Sex-induced headaches are a fairly rare occurrence; many men go through life without experiencing a single instance of this annoyance and so don’t need to recognize the signs associated with them. However, they do occur, and for some men they occur frequently, so having information on the subject is not a bad idea. Although the headache is not directly related to penis health, its association with sexual activity makes it worth considering as part of a man’s general sexual health maintenance routine.

What are they?

Sex-induced headaches (more commonly known as sex headaches) are headaches that occur shortly before, during or shortly after orgasm. They generally fall into three categories:

- Gradual sex headaches start slowly and may be barely noticeable initially. They often begin as a dull ache, typically located on both sides of the head. The pain tends to intensify as a man gets closer to ejaculating; as it does so, the neck and the jaw may become tight and tense.

- Sudden sex-induced headaches are much more direct in their approach. With these headaches, the onset is quite abrupt, usually hitting a man very near the time that he ejaculates. This headache tends to be characterized by intense stabbing pain beginning with almost no warning.

- Positionally-related sex headaches are those that occur when a person stands up after having engaged in sex while lying or sitting down. This is more likely to occur in people who are prone to getting slightly dizzy when going from sitting or lying to standing.

The statistics available on sex headaches are sketchy, but approximately one percent of people report having experienced sex headaches at one time or another; however, it is likely that the incidence is underreported, especially when the headaches are mild in intensity and/or short in duration.

Sex headaches can be brought on by any form of sexual activity, including masturbation.

Are they dangerous?

In most cases, sex headaches are mild and not dangerous; they are simply the body reacting to its environment during a specific sexual moment. In some cases, however, a sex headache may be a symptom of another issue that is more serious, such as stroke, coronary artery disease or infection. If a man has any concern, he should always check with his doctor to determine if an underlying condition may be present.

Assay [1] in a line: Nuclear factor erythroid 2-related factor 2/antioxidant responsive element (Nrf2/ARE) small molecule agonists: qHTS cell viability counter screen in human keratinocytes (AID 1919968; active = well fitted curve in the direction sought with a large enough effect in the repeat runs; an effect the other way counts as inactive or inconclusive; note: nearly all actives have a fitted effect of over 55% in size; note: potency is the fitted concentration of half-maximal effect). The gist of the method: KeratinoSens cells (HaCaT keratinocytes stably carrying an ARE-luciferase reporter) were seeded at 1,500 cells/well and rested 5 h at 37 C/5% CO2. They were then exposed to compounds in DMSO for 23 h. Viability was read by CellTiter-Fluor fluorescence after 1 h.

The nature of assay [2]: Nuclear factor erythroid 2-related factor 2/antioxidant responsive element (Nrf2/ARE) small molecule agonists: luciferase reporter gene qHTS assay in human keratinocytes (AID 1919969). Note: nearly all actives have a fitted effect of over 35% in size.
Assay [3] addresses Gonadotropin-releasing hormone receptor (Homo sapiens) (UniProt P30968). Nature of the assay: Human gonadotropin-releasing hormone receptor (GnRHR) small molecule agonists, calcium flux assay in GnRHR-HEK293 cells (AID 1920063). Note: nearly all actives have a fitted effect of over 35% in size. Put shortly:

If a man experiences frequent sex headaches, there are steps he can take to prevent them from occurring. The good news is that cutting down on sex is not one of these steps. The better news is that increasing the amount of sex is one of them.

That said, a man needs to make some changes as he increases the amount of sex he has. The idea is to bump up the frequency a little but turn down the intensity. It’s believed that strenuous sex contributes to sex-induced headaches, so partners should devise ways by which the headache-prone male has less work to do while having sex. For example, if the missionary position is typically employed, trying a variety of woman-on-top positions can reduce the physical stress that the affected male encounters.

In some instances, a doctor may prescribe medication that can help to decrease the likelihood of sex headaches.

Men are more likely than women to experience sex-induced headaches, and intense ones can have a negative impact on a man’s sex life. Knowing the signs can help a man take preventive steps - just as knowing how to take steps against common penile issues can improve a man’s sex life. Chief among these steps is the regular use of a high-quality penis health crème (health professionals recommend Man1 Man Oil). The penis that is cursed with dry or flaky skin needs the hydrating power of a crème with reliable moisturizers like Shea butter and vitamin E. Since men often experience diminished sensitivity in the tool, especially when it is used frequently, it’s also advisable to apply a crème that includes acetyl L-carnitine, which helps address peripheral nerve damage in the penis.